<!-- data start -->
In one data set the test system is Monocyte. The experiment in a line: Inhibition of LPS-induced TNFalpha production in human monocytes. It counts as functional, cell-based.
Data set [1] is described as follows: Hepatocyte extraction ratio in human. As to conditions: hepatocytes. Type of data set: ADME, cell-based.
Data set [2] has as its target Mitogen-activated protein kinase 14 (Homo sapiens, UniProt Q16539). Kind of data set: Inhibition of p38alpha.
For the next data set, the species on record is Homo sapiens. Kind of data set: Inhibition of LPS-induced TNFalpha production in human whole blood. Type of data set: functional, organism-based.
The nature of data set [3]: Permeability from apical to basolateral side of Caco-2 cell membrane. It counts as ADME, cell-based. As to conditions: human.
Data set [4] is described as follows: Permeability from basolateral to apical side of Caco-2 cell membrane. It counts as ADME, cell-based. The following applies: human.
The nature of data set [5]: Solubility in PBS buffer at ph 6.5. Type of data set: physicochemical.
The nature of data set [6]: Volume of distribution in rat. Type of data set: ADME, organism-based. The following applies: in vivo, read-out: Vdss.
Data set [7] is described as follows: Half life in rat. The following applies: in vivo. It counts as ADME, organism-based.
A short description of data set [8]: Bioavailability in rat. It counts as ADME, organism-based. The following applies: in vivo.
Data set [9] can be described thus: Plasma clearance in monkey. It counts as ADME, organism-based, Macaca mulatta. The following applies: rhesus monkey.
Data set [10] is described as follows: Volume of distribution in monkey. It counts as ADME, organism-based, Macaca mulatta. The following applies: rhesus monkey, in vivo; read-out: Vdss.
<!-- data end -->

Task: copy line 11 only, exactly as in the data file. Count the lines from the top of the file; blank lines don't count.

Data set [9] can be described thus: Plasma clearance in monkey. It counts as ADME, organism-based, Macaca mulatta. The following applies: rhesus monkey.